This arid formation extends from 46 to 51 degrees south from the coast to the Andes. It has strong affinities with the Chubutian zone but lacks Chuquiraga avellanedae. Here it is replaced by Verbena tridens as one of the main dominants, which can grow to a height of about 100 cm. The principal vegetation is shrub steppe in which species such as Brachyclados caespitosus, Mulinum microphyllum and the endemic Acantholippa seriphioides (Verbenaceae) and Chuquiraga aurea (Asteraceae) are characteristic. Bunchgrass including Stipa humilis, S. speciosa and S. chrysophylla is also common together with the feathered spiked grasses like Stipa neaei, S. psylantha and S. subplumosa. In hilly areas Acanthophyllum rigidum, Berberis heterophylla, Lycium chilense, Nardophyllum obtusifolium, Schinus polygamus and Verbena ligustrina become more frequent but none of them dominate.

Patagonian (San Jorge Gulf) Semi-Desert and Steppe

This zone forms a narrow arc bordering the Gulf of San Jorge stretching from Cabo Raso to Punta Casamayor, and comprises plateaus and many narrow valleys. Much of the vegetation consists of dense scrub dominated by Colliguaya integerrima and the endemic or near endemic Trevoa patagonica (Rhamnaceae). Other shrubs include Adesmia campestris, Anarthrophyllum rigidum and the endemic Ephedra ochreata (Ephedraceae). Ephedra is the only genus of gymnosperm in Patagonia and can be an important component of the vegetation in places. Beneath the open canopy the herbaceous field layer is usually dominated by grass in which species of Stipa are important but the annual grass Vulpia dertonensis may also form extensive patches in spring. Other herbaceous species include Amsinckia hispida, Calceolaria lanceolata, Huanaca acaulis, Microsteris gracilis, Oenothera contorta, Plagiobotris calandrinioides and Silene magellanica. A number of climbing species may also be present including the endemic Loasa argentina (Loasaceae), Magallana porifolia (Tropaeolaceae) and Mutisia retrorsa (Asteraceae). At high elevations on the Del Castillo Plateau the vegetation changes. Here grasses such as Festuca argentina, F. pallescens and Poa ligularis mainly dominate. However, the winds here are stronger than anywhere else in Patagonia and this no doubt acts as a limiting factor for many species. Shrubs therefore are few in number, but cushion plants are well represented. Typical amongst these are Brachyclados caespitosus, Cruckshanksia glacialis and the endemic or near endemic Benthamiella patagonica (Solanaceae). These high plateaus also provide habitat for the endemic Larrea ameghinoi (Zygophyllaceae), which is the southernmost limit of the genus. It is also the only species in the genus that has a carpet-like habit.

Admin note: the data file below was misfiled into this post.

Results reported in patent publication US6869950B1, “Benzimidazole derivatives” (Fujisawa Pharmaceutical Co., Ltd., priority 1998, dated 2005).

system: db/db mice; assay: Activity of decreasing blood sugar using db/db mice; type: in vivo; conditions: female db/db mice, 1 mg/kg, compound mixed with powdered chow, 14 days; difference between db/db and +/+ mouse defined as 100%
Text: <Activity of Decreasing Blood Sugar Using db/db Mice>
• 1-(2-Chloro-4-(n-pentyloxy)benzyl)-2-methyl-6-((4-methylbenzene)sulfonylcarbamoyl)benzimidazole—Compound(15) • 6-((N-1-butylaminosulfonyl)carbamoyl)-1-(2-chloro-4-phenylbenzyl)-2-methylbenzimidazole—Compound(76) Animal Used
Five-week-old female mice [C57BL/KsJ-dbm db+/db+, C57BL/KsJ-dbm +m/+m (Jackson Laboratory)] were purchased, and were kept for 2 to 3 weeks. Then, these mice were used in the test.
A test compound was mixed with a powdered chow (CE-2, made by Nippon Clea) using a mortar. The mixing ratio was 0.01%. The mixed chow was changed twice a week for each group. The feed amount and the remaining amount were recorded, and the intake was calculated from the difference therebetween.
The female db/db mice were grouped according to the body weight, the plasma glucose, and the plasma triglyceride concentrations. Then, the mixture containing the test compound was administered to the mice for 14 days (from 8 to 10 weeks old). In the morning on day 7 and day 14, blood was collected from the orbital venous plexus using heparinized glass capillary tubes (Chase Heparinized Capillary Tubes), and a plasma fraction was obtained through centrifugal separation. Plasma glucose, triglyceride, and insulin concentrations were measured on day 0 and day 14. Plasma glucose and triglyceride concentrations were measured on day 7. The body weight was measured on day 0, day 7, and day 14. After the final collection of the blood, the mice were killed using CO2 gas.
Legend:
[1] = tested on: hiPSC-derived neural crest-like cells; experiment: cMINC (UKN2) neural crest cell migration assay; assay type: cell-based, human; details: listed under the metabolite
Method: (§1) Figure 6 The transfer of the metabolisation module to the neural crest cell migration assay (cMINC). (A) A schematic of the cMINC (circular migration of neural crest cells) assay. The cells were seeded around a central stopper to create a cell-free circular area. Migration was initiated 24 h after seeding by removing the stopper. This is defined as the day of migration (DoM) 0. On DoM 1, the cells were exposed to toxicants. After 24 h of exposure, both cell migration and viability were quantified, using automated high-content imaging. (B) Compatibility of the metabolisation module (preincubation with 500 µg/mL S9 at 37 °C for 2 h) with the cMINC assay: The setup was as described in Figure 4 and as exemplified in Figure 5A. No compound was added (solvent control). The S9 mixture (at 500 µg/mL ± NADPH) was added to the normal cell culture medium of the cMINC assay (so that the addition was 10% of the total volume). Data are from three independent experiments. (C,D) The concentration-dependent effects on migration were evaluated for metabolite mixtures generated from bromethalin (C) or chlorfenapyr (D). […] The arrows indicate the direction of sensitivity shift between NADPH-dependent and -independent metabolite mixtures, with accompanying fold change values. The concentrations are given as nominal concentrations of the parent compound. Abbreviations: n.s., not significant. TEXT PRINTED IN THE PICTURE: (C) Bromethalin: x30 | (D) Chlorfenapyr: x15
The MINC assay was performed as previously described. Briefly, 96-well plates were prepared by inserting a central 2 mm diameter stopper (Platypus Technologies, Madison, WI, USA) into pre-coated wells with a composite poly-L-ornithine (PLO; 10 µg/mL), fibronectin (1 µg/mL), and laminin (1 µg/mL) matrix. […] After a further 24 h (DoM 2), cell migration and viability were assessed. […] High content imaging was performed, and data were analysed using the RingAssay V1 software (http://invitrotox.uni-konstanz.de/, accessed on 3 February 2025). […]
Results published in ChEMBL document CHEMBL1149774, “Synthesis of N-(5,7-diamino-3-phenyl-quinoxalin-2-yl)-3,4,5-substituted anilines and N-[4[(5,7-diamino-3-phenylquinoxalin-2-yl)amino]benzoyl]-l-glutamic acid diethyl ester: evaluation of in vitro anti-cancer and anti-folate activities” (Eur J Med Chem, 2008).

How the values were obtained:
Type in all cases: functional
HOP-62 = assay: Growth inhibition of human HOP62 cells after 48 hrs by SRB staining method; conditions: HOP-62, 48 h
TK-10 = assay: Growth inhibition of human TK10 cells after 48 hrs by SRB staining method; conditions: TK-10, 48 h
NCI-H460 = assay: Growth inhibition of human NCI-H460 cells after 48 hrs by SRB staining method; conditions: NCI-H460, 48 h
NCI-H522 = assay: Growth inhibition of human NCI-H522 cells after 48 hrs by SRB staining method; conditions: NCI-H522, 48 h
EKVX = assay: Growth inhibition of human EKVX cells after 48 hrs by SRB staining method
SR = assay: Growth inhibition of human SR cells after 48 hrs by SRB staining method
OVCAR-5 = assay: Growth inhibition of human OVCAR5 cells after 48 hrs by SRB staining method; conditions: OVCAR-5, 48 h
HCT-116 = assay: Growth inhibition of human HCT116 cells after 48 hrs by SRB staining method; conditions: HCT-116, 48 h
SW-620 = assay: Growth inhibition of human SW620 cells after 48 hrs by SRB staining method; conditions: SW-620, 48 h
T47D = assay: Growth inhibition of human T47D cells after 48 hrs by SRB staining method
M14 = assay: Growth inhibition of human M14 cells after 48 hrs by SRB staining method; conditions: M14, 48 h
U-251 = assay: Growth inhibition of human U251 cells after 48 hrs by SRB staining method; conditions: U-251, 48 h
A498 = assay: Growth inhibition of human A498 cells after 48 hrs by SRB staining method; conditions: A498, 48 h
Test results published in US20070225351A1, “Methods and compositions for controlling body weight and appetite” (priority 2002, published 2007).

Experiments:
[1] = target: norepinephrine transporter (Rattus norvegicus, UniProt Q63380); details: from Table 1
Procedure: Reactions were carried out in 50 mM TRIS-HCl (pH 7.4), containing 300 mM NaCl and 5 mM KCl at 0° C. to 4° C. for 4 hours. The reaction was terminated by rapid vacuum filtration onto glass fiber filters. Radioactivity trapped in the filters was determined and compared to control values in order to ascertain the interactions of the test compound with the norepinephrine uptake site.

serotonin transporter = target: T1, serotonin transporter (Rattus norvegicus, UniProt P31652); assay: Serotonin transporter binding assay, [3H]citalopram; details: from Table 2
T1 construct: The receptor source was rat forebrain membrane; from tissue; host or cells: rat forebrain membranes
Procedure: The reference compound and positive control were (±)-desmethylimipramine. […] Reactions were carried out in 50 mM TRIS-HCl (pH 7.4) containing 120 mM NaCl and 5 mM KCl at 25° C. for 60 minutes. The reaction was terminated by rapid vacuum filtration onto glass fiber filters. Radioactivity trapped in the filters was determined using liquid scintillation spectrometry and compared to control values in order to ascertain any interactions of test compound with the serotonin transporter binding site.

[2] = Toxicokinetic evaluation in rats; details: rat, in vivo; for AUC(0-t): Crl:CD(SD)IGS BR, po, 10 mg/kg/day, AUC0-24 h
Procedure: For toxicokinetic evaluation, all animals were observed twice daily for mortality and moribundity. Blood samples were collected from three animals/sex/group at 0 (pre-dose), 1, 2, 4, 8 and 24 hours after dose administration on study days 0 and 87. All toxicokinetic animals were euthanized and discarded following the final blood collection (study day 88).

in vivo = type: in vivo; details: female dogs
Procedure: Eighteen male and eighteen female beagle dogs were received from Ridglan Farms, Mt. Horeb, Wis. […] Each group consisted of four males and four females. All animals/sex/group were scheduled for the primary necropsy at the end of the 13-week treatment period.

Patagonian Saltmarsh

On the Atlantic coast of Patagonia from San Blas Bay to Rio Grande the saltmarshes are mainly dominated by one or two of just four dominant species, and can be broadly divided into Spartina  marsh, in which Spartina alterniflora, S. densiflora or S. longispica may dominate, or Sarcocornia perennis marsh. Most of the marshes were characterised by vast monospecfic stands of Sarcocornia perennis which gave way to small-scattered patches of other species in places including fleshy bushes of Atriplex, Limonium (including L. brasiliense) and Suaeda. Spartina marshes are mainly associated with rocky substrata and these mainly comprise pure stands of either Spartina alterniflora or S. densiflora.